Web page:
Recession Menus Lure Diners Back to the Table

Not every meal has to be a no-frills affair. Some luxury restaurants are simply serving slightly less of their lavish offerings. With business down 20 to 50 percent at some top establishments, restaurateurs are seeking to lure diners back to the table with affordable plates that don't skimp on the extras.

In Israel, the upscale Rafael bistro in Tel Aviv was the first to introduce prix fixe "recession menus" back in October. "I prefer to see a full restaurant even if I make less money," says the chef, Rafi Cohen, who offers a variety of set menus that incorporate premium local produce over costly, imported ingredients like langoustine or caviar. Messa, another ultrachic restaurant in Tel Aviv, now offers diners half-portions of its signature dishes, such as delicate seafood couscous in crab and lemon thyme broth. The amuse-gueule, starched napkins and meticulous service remain the same here and at Catit, where diners can enjoy a palate cleanser of sangria sorbet between tasters of yellow carpaccio with hyssop leaves and Swiss chard with yuzu creme.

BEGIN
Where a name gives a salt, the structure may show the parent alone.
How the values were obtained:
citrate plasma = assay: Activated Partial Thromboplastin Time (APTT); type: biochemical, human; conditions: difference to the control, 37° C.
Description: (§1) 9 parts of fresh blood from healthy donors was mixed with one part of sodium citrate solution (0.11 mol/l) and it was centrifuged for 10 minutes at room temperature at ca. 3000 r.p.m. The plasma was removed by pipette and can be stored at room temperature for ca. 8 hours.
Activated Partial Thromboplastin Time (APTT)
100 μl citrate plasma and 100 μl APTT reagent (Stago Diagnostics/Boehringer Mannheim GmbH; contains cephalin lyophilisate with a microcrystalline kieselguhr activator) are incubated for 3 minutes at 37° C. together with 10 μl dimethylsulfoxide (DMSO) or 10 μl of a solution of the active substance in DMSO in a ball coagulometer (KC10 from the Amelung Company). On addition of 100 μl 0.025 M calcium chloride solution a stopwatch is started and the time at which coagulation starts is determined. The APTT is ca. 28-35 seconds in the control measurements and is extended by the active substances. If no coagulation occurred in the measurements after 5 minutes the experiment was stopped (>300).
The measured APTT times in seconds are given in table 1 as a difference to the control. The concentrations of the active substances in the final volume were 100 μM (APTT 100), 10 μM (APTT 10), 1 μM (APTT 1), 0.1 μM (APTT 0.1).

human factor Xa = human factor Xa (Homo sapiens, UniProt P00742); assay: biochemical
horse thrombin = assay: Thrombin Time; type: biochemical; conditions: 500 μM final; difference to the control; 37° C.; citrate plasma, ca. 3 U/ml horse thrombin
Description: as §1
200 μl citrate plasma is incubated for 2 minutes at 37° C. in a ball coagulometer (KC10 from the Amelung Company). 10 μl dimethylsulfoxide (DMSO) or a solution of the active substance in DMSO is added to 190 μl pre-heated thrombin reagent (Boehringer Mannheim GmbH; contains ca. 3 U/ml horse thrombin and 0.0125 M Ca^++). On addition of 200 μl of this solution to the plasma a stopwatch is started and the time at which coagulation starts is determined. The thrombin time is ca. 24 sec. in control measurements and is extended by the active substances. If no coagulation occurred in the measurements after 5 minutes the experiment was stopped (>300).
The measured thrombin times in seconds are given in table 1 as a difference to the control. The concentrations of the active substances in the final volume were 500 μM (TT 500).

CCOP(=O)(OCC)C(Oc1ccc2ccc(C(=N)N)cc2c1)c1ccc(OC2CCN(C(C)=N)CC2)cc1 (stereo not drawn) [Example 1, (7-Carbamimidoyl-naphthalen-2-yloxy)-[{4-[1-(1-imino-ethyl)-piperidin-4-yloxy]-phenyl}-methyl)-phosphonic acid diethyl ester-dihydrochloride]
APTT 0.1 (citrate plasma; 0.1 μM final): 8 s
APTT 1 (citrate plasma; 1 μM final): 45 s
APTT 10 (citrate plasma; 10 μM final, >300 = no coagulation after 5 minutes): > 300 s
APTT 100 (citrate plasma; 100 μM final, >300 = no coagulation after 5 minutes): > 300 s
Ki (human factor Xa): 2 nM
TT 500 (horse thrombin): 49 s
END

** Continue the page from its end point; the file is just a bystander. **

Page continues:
In London, the Square, a hyperposh, Michelin-starred restaurant in Mayfair, now offers three-course deals for under $45, including roast sirloin and chocolate soufflé with burnt orange ice cream. And New York's Restaurant 81 recently launched an "Economy Friendly Menu" for $30.81, offering any two courses from a set menu that includes pumpkin risotto and scallop ravioli; it's designed to "keep the wheels turning, people working and the restaurant healthy," says chef Ed Brown.

Some places didn't wait for the recession to slash prices. Classy Dublin restaurants like l'Ecrivan and Mint added tempting cheaper meals last year. And American cities like New York, Philadelphia and Washington already hold Restaurant Week, during which high-end restaurants offer diners prix fixe meals for between $20 and $35. Now some of those eateries are extending the deals indefinitely.

Even new restaurants are getting with the program. Jacob Kenedy, who opened the trendy Bocca di Lupo in London's Soho neighborhood last October, has been working 100-hour weeks to keep up with demand. His formula? An incredible array of dishes in varying sizes—and prices. An Umbrian-radish-and-pecorino salad with pomegranates and truffle oil, for instance, costs $7. Which proves that high dining doesn't have to mean high prices.

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